CBSO music director Mirga Gražinytė-Tyla
CBSO funding from Birmingham City Council falls to 1980s levels3:33, 15th December 2016
The City of Birmingham Symphony Orchestra’s funding from Birmingham City Council will be cut by 25% from April 2017, shaving £228,000 off the ensemble’s budget from the current year’s level.
The orchestra says that this means that its public funding will drop below that currently received by any other regional symphony orchestra in the country, and its Birmingham City Council grant will fall to levels last seen in the 1980s.
The overall cut to funding for arts organisations in the city is 34%.
The cut comes on top of the £1.47m real-terms public funding cuts which the CBSO has absorbed since 2010. Despite this, the CBSO has consistently achieved the highest ticket income of any orchestra in the UK, annual fundraised income has increased from £450,000 to around £1.2m, and the ensemble has raised a £2m Endowment fund.
‘We are concerned and disappointed that, in the face of financial pressures, Birmingham City Council has felt it necessary to cut funding for arts and culture so much faster than local authorities in other major cities,’ said CBSO chair Bridget Blow. ‘This latest cut will require us to work harder than ever to maintain the world-class concerts and learning and engagement activities which the people of Birmingham have come to expect.’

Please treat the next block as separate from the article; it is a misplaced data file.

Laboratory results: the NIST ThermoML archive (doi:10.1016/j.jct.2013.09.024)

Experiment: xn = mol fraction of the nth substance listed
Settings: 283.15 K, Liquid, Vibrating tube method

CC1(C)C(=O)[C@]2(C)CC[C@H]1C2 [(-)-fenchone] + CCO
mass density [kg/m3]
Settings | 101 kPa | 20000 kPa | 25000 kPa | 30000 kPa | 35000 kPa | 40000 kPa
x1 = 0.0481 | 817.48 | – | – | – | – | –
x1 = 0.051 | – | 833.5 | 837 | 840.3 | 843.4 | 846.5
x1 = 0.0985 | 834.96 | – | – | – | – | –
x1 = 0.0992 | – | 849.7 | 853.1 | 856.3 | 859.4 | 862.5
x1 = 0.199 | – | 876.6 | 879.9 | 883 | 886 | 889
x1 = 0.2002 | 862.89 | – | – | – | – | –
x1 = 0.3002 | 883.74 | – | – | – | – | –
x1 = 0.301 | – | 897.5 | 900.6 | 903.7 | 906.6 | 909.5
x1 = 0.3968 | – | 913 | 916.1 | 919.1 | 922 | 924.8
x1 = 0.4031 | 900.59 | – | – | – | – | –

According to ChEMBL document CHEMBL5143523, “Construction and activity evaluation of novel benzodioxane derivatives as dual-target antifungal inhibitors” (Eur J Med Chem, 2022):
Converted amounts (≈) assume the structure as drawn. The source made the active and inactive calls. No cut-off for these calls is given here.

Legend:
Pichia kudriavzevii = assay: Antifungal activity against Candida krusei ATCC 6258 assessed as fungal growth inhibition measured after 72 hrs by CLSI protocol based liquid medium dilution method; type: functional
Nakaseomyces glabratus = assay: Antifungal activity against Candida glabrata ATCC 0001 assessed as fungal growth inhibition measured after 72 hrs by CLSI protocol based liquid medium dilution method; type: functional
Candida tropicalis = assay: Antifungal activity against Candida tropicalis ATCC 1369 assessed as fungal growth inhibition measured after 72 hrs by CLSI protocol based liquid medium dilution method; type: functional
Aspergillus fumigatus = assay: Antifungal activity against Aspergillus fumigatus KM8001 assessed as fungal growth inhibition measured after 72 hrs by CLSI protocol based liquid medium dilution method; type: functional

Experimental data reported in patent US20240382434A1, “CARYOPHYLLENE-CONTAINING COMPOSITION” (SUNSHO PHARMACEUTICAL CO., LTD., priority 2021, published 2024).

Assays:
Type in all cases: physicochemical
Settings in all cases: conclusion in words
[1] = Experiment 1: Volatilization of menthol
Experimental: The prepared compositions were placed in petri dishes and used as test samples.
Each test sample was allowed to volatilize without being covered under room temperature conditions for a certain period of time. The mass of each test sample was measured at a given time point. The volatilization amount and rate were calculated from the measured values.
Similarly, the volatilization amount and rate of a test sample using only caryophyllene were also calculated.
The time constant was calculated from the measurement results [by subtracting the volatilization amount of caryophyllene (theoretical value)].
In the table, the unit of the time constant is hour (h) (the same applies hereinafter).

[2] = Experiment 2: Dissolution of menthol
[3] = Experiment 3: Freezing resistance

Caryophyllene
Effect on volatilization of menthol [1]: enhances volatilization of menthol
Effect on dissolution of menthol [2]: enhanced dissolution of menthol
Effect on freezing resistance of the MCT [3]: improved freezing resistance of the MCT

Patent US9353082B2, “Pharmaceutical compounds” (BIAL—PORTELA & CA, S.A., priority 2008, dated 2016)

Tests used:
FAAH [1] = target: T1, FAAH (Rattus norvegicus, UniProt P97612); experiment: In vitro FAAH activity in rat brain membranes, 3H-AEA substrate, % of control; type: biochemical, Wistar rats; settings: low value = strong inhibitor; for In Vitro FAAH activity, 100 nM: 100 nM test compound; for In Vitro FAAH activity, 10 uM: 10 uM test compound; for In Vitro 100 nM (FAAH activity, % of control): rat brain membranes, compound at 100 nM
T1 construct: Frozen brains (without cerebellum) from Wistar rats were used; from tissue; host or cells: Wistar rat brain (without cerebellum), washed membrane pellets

The CBSO has been working with other Birmingham-based arts organisations over the last year to establish Culture Central, a development organisation and collective voice for culture in the city-region. Culture Central is now calling for a complete review of the way that the sector and the City Council work together in the future.
‘We have been making it clear for many months now that a radical new proposition for cultural investment in the city needs to be established and we are disappointed that the City Council has not shown more appetite for this innovative approach to date,’ said Gary Topp, director of Culture Central. ‘The many exceptional cultural organisations in the city have extended their own level of commercial and entrepreneurial activity considerably in recent years and we are asking the City Council to reciprocate.
‘In effect we are seeking the full backing of the Council to create the necessary freedoms and flexibilities for the sector to thrive and to move to a more dynamic and contemporary approach. The sector has prepared itself for this approach through the creation of Culture Central as a collaborative leadership vehicle and we need to work in a radically reframed partnership with the Council to bring these opportunities to fruition.’